This weekend we’re checking out The Paris of Toulouse-Lautrec: Prints and Posters at MoMA. And because the weather is supposed to be beautiful, we’ll spend some time in the Sculpture Garden too. Update: this exhibition closed in March 2015. To stay updated on what's going on right now, sign up for our #YourArtWeekend newsletter here.
THE ART /
The Paris of Henri de Toulouse-Lautrec was a vibrant mix of high and low culture, centered in the cafés and brothels of Montmartre. Fans of Woody Allen’s Midnight in Paris will recall Marion Cotillard leaving the roaring twenties for this Paris, a carnival of singing, dancing, sex and cheap wine. The era’s most famous characters -- and Toulouse-Lautrec’s subjects -- were performers and prostitutes. The artwork on display here captures them both onstage and off, celebrating the city’s intoxicating nightlife while also capturing the quiet moments of its leading women’s daily lives.
Toulouse-Lautrec's portrait of one of these leading women, dancer Jane Avril -- one leg skyward, dress fabric fluttering -- is an advertisement for life lived as though everything were a loud, high-octane performance. You get the sense that he would have cabaret music blasting out of tiny speakers in these lithographs if he’d had the technology to do it.
The overall atmosphere of the show is energetic and colorful, but Toulouse-Lautrec’s work does not ignore the grimmer and grayer parts of modern city life. The highlight of the exhibit is “Elles,” a group of lithographs depicting small, everyday moments in the lives of prostitutes. With these muted, quiet prints, Toulouse-Lautrec offers a sympathetic portrait of these women. It’s what we would see if today’s nightlife photographers followed their subjects home and documented them waking up the next morning, hung over, washing off their makeup, drinking coffee.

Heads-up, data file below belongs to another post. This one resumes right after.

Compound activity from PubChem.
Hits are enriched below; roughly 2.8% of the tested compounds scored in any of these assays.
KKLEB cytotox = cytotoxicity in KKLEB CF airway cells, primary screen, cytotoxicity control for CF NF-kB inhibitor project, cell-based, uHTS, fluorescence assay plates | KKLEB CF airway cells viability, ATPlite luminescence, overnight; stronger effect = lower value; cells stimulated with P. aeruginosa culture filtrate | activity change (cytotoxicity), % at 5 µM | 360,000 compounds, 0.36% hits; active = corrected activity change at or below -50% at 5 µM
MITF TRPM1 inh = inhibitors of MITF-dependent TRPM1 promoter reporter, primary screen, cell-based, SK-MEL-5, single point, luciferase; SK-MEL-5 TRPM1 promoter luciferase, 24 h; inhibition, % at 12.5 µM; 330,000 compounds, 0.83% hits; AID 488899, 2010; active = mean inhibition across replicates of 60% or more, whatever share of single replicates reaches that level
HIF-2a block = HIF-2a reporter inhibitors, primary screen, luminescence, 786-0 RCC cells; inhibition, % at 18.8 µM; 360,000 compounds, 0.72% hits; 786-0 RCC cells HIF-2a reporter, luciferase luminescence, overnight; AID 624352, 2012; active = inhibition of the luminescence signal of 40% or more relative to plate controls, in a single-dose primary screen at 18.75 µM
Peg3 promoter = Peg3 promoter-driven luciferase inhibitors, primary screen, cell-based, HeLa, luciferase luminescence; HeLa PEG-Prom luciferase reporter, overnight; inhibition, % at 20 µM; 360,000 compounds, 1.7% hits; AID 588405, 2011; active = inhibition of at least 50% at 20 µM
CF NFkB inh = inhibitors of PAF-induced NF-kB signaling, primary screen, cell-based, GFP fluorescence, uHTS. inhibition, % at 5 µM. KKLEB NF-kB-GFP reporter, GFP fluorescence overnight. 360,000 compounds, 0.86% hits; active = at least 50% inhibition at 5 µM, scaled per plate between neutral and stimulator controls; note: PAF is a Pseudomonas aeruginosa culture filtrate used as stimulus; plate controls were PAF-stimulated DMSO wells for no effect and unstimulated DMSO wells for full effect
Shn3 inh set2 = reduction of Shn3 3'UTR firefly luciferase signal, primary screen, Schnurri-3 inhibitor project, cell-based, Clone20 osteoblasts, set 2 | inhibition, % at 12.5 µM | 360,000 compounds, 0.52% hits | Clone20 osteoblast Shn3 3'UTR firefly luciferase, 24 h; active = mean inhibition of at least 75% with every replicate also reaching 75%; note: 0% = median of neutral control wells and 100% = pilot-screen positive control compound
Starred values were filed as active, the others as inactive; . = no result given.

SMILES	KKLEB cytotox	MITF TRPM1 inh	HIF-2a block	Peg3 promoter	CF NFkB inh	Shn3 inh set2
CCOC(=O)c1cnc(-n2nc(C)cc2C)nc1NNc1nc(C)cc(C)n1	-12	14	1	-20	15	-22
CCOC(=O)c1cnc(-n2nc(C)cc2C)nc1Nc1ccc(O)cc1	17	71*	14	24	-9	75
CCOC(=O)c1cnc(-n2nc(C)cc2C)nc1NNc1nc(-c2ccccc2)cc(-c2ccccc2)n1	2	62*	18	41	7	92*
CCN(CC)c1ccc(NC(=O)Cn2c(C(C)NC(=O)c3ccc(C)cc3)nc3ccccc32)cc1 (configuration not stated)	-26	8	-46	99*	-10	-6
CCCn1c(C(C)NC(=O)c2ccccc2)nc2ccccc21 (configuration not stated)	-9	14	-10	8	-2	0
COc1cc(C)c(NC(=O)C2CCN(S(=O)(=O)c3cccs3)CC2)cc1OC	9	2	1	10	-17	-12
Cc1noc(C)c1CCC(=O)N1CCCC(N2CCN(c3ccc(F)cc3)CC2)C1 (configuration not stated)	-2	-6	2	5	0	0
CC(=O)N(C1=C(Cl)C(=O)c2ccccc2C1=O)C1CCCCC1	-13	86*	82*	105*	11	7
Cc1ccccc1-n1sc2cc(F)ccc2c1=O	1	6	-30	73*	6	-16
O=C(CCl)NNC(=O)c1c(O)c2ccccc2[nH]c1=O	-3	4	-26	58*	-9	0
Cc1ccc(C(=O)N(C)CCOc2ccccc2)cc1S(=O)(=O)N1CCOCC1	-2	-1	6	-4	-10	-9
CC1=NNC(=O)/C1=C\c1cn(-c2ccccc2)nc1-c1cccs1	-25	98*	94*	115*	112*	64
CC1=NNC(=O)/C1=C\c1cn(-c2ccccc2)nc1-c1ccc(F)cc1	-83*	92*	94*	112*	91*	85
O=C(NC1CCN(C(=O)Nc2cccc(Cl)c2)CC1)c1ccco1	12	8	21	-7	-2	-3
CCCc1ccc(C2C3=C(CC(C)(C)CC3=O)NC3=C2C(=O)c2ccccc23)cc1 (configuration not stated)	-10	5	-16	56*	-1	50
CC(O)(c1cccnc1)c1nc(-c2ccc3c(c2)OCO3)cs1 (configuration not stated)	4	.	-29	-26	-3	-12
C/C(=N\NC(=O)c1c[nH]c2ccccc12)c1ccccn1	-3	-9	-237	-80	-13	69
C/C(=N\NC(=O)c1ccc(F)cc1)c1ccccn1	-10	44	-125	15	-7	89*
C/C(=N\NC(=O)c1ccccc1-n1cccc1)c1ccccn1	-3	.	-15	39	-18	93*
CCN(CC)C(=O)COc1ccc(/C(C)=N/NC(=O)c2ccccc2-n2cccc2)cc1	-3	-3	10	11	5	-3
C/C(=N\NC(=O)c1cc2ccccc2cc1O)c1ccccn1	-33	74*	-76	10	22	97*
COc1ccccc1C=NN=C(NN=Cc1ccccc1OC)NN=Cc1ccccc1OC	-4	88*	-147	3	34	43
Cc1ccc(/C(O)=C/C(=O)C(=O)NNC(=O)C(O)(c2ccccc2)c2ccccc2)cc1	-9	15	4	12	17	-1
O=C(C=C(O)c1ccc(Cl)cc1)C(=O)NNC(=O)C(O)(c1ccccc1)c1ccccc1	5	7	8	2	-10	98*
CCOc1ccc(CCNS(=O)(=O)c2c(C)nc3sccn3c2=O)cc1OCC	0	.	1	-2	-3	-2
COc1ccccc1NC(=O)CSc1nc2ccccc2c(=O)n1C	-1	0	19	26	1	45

Though Toulouse-Lautrec’s own roots were aristocratic (his parents were first cousins, possibly explaining his physical disabilities), he spent his life capturing the “low” culture and bohemian circus of late 19th-century Paris. Lithography, with its potential for widespread distribution and connection to commercial advertisement, was the perfect medium for his warm, celebratory urban art. It is a measure of Toulouse-Lautrec’s genius that his prints are so striking and moving both glued to brick walls outside Montmartre’s theatres and hung and framed in museum collections like this one.
The show is up until March 22nd, and you can attend a lecture about the work, “A Graphic Reality: The Fine Line of Toulouse-Lautrec,” on Thursday September 11th at 1:30pm or Tuesday the 23rd at 11:30am. MoMA invites fans to submit their own sketches inspired by Toulouse-Lautrec by sharing photos of them tagged with #MoMALautrec.
WHAT TO DO AFTER /
If you (or your wallet) are not feeling up for the fine dining at Michelin-starred The Modern, grab a beer or a gelato and sit outside in the Sculpture Garden to end your visit. The Garden Cart offers a few styles of beer from Captain Lawrence (Elmsford, NY) on draft -- we recommend the Liquid Gold Belgian-style ale. Coffees, teas, and wines are also available, plus gelato, sorbet and a few light snacks. It’s nice to be reminded that there are still quiet spaces to sit outside with a friend or two, even in Midtown.